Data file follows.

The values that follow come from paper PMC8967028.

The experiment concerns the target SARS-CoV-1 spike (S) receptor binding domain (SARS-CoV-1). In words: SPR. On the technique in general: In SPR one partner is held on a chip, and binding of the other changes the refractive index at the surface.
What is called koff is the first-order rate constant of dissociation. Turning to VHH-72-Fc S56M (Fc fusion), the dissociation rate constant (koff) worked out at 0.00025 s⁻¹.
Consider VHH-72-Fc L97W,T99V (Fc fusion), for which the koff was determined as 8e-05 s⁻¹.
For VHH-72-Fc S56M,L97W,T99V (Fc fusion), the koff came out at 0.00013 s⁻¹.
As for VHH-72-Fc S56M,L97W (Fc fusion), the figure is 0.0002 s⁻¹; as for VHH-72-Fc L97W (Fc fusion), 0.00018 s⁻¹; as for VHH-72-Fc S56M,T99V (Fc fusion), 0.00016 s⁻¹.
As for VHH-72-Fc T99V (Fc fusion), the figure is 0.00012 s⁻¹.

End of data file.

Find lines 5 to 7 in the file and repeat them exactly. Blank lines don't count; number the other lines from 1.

For VHH-72-Fc S56M,L97W,T99V (Fc fusion), the koff came out at 0.00013 s⁻¹.
As for VHH-72-Fc S56M,L97W (Fc fusion), the figure is 0.0002 s⁻¹; as for VHH-72-Fc L97W (Fc fusion), 0.00018 s⁻¹; as for VHH-72-Fc S56M,T99V (Fc fusion), 0.00016 s⁻¹.
As for VHH-72-Fc T99V (Fc fusion), the figure is 0.00012 s⁻¹.